Perhaps a brief and sincere thanks to their local parish, priests
      and/or archdiocese? Perhaps sharing a story of how their
      particular parish and/or priest has played a positive role
      in their lives?

      **This must be unpaid—it must come from the heart.

      The challenge with “one” PR person, is that person may
      become a person subjected to ridicule and hurtful commentary in the media. If the person is in a powerful position, they
      can appear to be fair game for this cruelty.

      Can the archdiocese set up a website for creative
      suggestions, and, individuals and/or families offering to
      do more?

      • Carolyn says:

        Dear Anon,

        The blog entry is not about the Archdiocese of Boston, it is about having a single person make the public statements for the USCCB (the United States Conference of Catholic Bishops). This is about having a professional who deals with news media easily, and knows how to write appropriate news releases when hard information is to be imparted to the public by the bishops. While ordinary Catholic families and high school kids could make great “evangelization” ads for the Church, you need a highly knowledgeable, thick-skinned, gracious but firm person who can speak on behalf of the bishops’ conference on a regular basis.

        Archbishop Dolan is a superb speaker, but he cannot spend his days writing news releases and answering long questions from reporters about things like the report after the visitation to the women religious in the U.S. and why the U.S. constitution assures religious freedom. You need a pro who does nothing else but work on getting the word out.

      • anonymous says:

        Thank you, Carolyn. What about both?

  3. Carolyn says:

    Does Cardinal O’Malley plan to ask Ann Carter to chair the search committee for a new USCCB spokesperson? Or Scot Landry? Or Terry Donilon? His suggestion that the bishops need a spokesperson is not a bad one, but it would make a lot more sense if his own diocese had more effective public information support. Catholic radio and TV in Boston are vehicles for information, but they only produce the broadcast — the USCCB needs someone who can handle “incoming” without getting abrasive, and who has a reassuring presence.

    Am I remembering that there was a woman who was a TV anchor and devout Catholic for network news? That’s the kind of person the USCCB needs. Someone who has been a reporter or news anchor has the skills needed to do the job.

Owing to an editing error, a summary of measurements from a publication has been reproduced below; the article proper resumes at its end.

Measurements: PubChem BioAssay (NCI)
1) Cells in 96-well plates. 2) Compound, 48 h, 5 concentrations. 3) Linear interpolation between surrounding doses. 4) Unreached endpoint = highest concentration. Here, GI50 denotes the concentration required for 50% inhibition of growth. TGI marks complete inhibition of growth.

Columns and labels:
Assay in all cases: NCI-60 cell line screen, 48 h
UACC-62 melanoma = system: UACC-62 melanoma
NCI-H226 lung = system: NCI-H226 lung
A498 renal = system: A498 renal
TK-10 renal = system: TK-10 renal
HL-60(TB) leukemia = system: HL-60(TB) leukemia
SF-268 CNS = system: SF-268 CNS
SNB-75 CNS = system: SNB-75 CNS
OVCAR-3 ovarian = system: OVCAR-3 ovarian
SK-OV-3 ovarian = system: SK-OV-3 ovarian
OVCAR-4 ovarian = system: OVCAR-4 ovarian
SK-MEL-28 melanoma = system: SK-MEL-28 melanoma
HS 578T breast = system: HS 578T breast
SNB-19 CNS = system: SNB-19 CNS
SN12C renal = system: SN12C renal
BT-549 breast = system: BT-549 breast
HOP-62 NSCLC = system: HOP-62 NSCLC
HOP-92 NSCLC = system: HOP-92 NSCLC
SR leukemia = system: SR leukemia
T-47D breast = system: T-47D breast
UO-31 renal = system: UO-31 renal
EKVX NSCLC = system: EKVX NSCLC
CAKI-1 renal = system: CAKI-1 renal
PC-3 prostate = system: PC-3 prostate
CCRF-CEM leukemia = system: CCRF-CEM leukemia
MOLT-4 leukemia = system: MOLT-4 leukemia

4. breathnach says:

    I’m not confident with Cardinal O’Malley as frontman for a new PR “image” for the U.S. bishops. Cardinal Sean’s local PR stable includes Jack Connors, an advocate of Barack “Culture of Death” Obama and the Cardinal’s PR factotum Terrence Donilon is not exactly an effective advocate of Catholic teaching.

  5. Jack O'Malley says:

    The fundamental question here is whether there should even be such an anomalous entity as the USCCB or any other “conference” of bishops. This is Roman Catholicism not Orthodoxy.

    Collegiality is an aberration introduced following that council of superannuated hippie prelates. Let the whole bloody thing mole ruat sua.

    Let Cardinal O’Malley celebrate the True Mass in his own Cathedral. Then and only then will he begin to regain credibility.

    For the record, the new media is the old media: the Pulpit. With the maniple laid aside. But what is a maniple? It doesn’t exist in the piskie vestments.

    But thanks be to God for the hundreds of protestants who have entered the Church to counterbalance the millions of Catholics who have left it. Pastoral Council? Such shepherds are more lethal to the flock than any pack of ravenous wolves.

    • Stephen says:

      Re: Maniples
      St Alphonsius Ligouri claims: “It is well known that the maniple for the purpose of wiping away the tears that flowed from the eyes of the priest; for in former times priests wept continually during the celebration of Mass. From: Alphonsius De Ligouri, Duties and Dignities of the Priest, Ed: Eugene Grimm, Redemptorist Fathers, Brooklyn, 1927, pg 217